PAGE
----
05.14.2016 10:08 PM

Proud punk Dad at Anti-Flag

So. 

Text Daughter this morn about Anti-Flag tonight. She texts back, says she was out to 5:30. At the hospital.   

Wait. What?

She and Hannah, she said. A girl at Sneak’s had had a reaction to her heart medication, and they had to rush her to the E.R. 

Which friend? Who?

Long story, apparently. She said she’d tell us later. 

So – she and her pals had been at her usual punk rock hangout on a Friday night, Sneaky Dee’s (where SFH made its debut a decade ago, by the by). They look across the room, which was crowded as always, and there is a girl passed out. No one is helping her. No one. 

She and Hannah go to help her. They try and talk to her, no response. They hold her head up and hold her hand. Nothing. 

She needs a doctor. 

With the bouncers’ help, they get her outside. The ambulance is taking too long, so they wave down a cab. The driver speeds towards Sunnybrook. 

The E.R. is packed. The girl is still out cold, totally unresponsive. They finally get her to a bed, and they stay with her, talking to her, holding her hand. 

It’s maybe 3 a.m. The nurse is crabby. She barks at them. What’s your friend’s name? What did she take?

Anyway. They stay with her until the doctor sees her. She’s starting to wake up. She’s on a new heart medication, turns out. She had a bad reaction to it, the doctor says. A couple beers hadn’t helped, either. 

Using the girl’s now-unlocked phone, Daughter and Hannah finally find a friend of the girl – who is from Cobourg – in Toronto. The friend has been frantically looking for her all night. 

She’s discharged. Daughter and Hannah stay with her. They take her in another cab, all the way across town. Sun’s coming up. They release the girl into the care of the grateful friend. 

It’s dawn. Hannah goes home. Daughter, meanwhile, gets on the streetcar – way, way out in the West end – with her last few bucks. She and Hannah had used up all their money to help the girl. 

The driver looks at her. You okay?

Yes. Daughter says, and then she heads home to go to sleep. 

Proud Dad part: they didn’t know this girl, at all. 

Daughter and Hannah had never seen her before last night. She’s not their friend. But they knew she needed help, so they gave it. 

Proud Dad waiting for her at Anti-Flag, here. 

11 Comments

  1. Kevin says:

    Teach your children well (h/t tp Graham Nash). Be proud of papa too.

  2. Ridiculosity says:

    As a parent, that’s when you know that – despite the odd bone head move – you’ve done and said something right, along the way. Empathy, for those you may not even know. Isn’t that the very definition of being human?

  3. Dallyn Linde says:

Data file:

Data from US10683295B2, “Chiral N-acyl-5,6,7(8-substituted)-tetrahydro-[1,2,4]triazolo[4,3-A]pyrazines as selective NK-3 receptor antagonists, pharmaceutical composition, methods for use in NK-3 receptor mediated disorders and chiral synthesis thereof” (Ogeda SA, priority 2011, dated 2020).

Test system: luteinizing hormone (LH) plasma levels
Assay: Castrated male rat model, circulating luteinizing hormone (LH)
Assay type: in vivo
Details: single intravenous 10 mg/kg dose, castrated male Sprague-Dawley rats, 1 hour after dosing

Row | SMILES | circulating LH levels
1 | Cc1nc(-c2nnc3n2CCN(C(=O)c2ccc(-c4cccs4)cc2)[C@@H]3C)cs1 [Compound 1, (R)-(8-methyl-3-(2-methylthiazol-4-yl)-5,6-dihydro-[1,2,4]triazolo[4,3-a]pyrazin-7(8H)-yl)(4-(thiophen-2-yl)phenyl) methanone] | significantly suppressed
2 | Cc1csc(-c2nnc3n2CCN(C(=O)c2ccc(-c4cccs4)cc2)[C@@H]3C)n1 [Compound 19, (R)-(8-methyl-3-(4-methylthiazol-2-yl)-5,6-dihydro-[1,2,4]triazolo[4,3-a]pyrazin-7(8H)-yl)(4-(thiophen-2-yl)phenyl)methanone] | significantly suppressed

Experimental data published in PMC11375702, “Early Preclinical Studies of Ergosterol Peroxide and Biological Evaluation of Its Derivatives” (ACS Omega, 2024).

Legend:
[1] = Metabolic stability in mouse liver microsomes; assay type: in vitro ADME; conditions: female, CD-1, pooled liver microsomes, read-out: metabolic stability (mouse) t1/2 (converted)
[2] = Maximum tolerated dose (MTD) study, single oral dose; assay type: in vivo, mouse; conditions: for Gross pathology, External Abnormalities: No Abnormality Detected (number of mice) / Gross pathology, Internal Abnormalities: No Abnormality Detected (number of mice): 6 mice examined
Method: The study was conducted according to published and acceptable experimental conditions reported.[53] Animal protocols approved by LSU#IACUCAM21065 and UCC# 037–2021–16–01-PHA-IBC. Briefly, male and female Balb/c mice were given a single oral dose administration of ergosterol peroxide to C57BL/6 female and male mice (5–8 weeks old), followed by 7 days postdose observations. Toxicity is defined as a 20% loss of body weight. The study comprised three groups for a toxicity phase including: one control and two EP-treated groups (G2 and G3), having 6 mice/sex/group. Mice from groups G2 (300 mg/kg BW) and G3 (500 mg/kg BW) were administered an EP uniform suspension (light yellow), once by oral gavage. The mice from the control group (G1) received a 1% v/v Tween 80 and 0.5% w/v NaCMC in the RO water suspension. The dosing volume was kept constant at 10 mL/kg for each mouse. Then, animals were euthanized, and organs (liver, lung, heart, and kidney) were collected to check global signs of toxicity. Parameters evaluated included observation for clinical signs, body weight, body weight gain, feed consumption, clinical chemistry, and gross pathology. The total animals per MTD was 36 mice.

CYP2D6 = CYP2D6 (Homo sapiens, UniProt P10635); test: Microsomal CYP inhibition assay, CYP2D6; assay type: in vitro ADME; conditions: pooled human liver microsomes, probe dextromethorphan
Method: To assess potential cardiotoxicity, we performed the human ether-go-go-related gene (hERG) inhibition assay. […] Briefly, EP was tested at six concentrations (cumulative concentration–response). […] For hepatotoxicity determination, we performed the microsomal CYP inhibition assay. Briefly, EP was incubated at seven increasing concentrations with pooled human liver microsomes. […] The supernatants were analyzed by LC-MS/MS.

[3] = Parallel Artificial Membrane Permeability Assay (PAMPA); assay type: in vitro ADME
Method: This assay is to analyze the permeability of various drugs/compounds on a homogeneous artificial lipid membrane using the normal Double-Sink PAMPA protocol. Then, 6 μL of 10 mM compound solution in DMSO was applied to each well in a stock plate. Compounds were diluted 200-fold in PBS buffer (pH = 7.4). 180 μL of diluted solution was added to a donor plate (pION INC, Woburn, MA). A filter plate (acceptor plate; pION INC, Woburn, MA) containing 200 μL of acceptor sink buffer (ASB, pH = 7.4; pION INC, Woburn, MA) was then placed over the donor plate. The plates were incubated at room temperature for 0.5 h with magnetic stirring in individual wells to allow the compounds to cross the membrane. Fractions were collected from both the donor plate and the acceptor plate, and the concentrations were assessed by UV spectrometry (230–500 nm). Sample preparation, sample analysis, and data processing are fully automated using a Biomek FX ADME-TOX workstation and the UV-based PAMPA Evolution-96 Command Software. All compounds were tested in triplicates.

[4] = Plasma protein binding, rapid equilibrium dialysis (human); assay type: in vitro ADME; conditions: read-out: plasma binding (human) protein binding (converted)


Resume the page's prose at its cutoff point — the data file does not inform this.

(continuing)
great work … but i’m a bit curious … why Sunnybrook ?? why didnt they just take her to Toronto Western Hospital on Bathurst and Dundas ? (about 3-4 minutes from Sneaky Dees)

  4. Jean A Paterson says:

    Your daughter is a wonderful person already, despite her youth. She has the right stuff. You deserve to be proud!

  5. Art says:

    Heartwarming story on a Sunday morning. Hope for the future with kids like that. You should be proud of her and your daughter should be damn proud of herself also.

  6. Timothy O'Malley says:

    Ouf. This gave me the chills…but they were replaced quickly by feelings of gratitude (for your daughter, and Hannah) and hope. Hope for us all. Thanks for sharing, Warren.

  7. cs says:

    what wonderful people, congrats on raising such a wonderful caring person.

  8. davie says:

    Good job by your kid!
    Small point – I have had it happen when I took teenagers in to ER that the medical people have been forthright in demanding what the person has taken. It can seem harsh, but I put it to their having to know quickly what they are dealing with to help that kid.

  9. MonteCristo says:

    A Bravo Zulu goes out to Emma !

    The Great Big Sea song says it so well:

    Good People

    The world today can be a scary place;
    Hard to keep your faith in the human race.
    We’re runnin’ outta trees,
    And we’re runnin’ outta space,
    But we’ll never run out of good people.

    Ask ’em for a shovel,
    And they’ll dig you a hole.
    Put the coffee on,
    And drag you in from the cold.
    If you get lost,
    They’ll show you where to go,
    Even give you a ride, good people.

    Good people aren’t hard to find:
    They’re right around the corner,
    At the end of the line, it’s true!
    Good people got peace of mind,
    And I’d like to spend some time with you!
    Ooh ooh ooh.

    A man ain’t nothing if he ain’t got a friend,
    Down and out without a penny to spend.
    The bells above will ring in the end,
    For good people.

    Good people aren’t hard to find:
    They’re right around the corner,
    At the end of the line, it’s true!
    Good people got peace of mind,
    And I’d like to spend some time with you!
    Ooh ooh ooh.

    [Accordion Solo]

    Rich and poor are born to be free,
    Fly around the world or sail the seven seas.
    There ain’t no place that I’d rather be,
    Then here right now, with good people.

    Good people aren’t hard to find:
    They’re right around the corner,
    At the end of the line, it’s true!
    Good people got peace of mind,
    And I’d like to spend my time with you!

    Good people aren’t hard to find:
    They’re right around the corner,
    At the end of the line, it’s true!
    Ooh ooh ooh.

    The world today can be a scary place;
    Hard to keep your faith in the human race.
    We’re runnin’ outta trees,
    And we’re runnin’ outta space,
    But we’ll never run out of good people.

    https://www.youtube.com/watch?v=OZS3_MLkQlQ

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